Review: FROM INSIDE Rides A Depressing Train Of Thought
Cee, a young pregnant woman, sits on a giant train which drives through a post-apocalyptic landscape. Nobody knows if the train's destination still exists, or even if there are tracks beyond the horizon, but everybody wants to get away from the blasted and radioactive city it left behind. As her pregnancy evolves, Cee wonders if the baby will be normal, or what future there will be for her anyway...
This is the bleak start of John Bergin's animated feature From Inside, and, like the book it's based on, it doesn't exactly lighten up from there.
That book was a graphic novel, written and drawn by Bergin himself, which was released in 1991 and won several awards. At the time, the comic book industry was in a boom, with new labels popping up all over the place, and collectors were speculating with titles new and old as if they were on a stock market. There was also an increased interest in titles aimed at a more mature and "artsy" audience, a niche well-exploited by DC's Vertigo label with titles like Neil Gaiman's Sandman.
This trend encouraged writers to explore adult and dark places, and John Bergin's graphic novel From Inside was just about as dark as you could get: bleak depression dripped off its black-bordered pages. James O'Barr (a friend of Bergin) had written The Crow in part because he thought it would help him deal with the death of a loved one. Having read both The Crow and From Inside, I hope John Bergin's book doesn't have a similar tragedy behind it.
I read the novel twenty years ago on a dare ("...see if you can take THIS!", my friends told me), and my reasons for watching the film were not much different. For how close would John Bergin dare to stick to the vision in his book? Filmmaking is a very expensive artform. In today's movie climate, can you release an animated film for adults which goes as far as that book did?
Well, for better or worse, the answer is yes.
John Bergin has meticulously recreated the images from his graphic novel, some as animated sequences, some as frozen three-dimensional stills. Bergin's artwork takes inspiration from both the pastoral realistic paintings of Andrew Wyeth, and the nightmarish fantasy art of H. R. Giger. Many of his illustrations are striking and beautiful, even if the events portrayed in them are hellish.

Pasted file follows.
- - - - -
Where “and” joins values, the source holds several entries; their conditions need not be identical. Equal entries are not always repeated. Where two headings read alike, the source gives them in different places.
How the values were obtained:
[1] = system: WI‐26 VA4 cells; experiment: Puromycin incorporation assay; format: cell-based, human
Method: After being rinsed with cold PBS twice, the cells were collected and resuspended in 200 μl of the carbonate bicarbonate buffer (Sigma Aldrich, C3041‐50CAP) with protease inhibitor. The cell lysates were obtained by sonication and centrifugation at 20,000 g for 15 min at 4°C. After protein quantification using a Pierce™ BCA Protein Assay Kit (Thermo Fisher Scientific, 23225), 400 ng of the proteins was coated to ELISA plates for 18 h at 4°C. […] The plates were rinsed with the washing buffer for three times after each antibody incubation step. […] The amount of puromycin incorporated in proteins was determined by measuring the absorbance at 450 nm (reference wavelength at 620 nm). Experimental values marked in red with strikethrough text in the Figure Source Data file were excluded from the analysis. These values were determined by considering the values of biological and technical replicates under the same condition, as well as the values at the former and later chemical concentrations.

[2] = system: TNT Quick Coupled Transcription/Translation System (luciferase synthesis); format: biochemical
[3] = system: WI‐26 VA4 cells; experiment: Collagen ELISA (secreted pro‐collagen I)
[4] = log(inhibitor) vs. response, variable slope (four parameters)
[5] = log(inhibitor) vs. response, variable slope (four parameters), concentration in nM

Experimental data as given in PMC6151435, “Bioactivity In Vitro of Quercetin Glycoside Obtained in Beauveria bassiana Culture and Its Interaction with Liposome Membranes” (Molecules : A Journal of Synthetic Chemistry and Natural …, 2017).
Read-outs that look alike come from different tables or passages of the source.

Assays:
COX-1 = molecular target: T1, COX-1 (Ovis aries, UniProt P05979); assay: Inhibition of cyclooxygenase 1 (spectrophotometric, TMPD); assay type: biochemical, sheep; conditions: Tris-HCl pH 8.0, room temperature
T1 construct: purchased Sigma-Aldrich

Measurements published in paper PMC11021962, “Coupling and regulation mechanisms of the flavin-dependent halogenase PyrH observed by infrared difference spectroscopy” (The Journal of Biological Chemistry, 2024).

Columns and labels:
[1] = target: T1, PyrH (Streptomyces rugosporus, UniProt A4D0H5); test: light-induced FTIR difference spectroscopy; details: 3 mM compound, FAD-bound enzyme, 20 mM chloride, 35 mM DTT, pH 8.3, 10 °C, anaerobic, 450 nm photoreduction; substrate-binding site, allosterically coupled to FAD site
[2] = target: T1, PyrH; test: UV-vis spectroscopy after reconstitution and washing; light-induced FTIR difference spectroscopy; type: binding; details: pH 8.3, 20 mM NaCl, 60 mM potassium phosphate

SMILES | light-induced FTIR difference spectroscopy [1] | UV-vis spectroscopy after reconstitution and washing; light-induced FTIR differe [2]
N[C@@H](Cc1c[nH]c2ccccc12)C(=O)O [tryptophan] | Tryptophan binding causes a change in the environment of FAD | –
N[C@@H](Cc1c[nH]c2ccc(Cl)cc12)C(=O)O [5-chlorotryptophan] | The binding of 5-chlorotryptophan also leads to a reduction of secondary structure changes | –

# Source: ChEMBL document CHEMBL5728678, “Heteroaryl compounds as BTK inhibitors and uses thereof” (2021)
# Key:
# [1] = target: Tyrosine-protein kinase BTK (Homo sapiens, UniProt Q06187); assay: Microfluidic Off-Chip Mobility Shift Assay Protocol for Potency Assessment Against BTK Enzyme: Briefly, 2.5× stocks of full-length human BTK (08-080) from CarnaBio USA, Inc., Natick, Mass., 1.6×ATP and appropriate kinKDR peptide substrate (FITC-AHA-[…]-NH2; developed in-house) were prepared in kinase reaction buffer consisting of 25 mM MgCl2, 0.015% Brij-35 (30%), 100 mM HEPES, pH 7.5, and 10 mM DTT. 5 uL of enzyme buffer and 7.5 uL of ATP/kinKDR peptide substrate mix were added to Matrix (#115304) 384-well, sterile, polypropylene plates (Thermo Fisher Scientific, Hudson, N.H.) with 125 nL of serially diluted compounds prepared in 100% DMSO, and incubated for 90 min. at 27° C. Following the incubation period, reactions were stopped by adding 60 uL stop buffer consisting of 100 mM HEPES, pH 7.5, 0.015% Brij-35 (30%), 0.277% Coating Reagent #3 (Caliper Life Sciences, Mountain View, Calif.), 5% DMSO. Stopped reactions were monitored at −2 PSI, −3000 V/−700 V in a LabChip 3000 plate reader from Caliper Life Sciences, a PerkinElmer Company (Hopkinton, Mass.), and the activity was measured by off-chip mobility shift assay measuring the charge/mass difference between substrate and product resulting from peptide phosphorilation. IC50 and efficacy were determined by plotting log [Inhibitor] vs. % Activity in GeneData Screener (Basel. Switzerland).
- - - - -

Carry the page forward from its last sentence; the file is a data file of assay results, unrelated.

Seeing these in the film version provides a different experience from the book. Gone is your freedom to look at these images as timed in your own preference. Added is a sense of urgency, depth, and a great soundtrack by eighties pop-icon Gary Numan.
Yes, THAT Gary Numan has written his first movie score, and the good news is it's often a great one. From Inside was originally released in 2008 with a different soundtrack, and had a successful festival tour as such, even winning the award for Best Animated Film in Sitges. I haven't seen that version, but this new re-release sure sounds great. In one sequence in the film, the train stops temporarily, and the travelers disembark in a town flooded with an eerie red liquid. It is a truly haunting and beautiful scene, and greatly enhanced by Numan's music.
As for the film as a whole: this is a very ambitious one-man animation effort, and it shows. Lots of still moments, lots of minimal animation while panning across an illustration. It doesn't hurt the narrative, but in spots it does show its budget. At the same time it shows an un-compromised vision of an artist who knows what he wants to tell.
With its "survivors on a train in a doomed landscape" scenario, easy comparisons with Bong Joon-ho's Snowpiercer are only to be expected. But within this subsubsubsub-genre it's hard to think of two films that could possibly be more different from each other. From Inside is its own beast, with its own story of hope and hopelessness.
Me, I do not love the film version of From Inside, same as I didn't love the book. I respect it a lot though.
(From Inside has been re-released in October with its new soundtrack, and can be purchased on DVD.)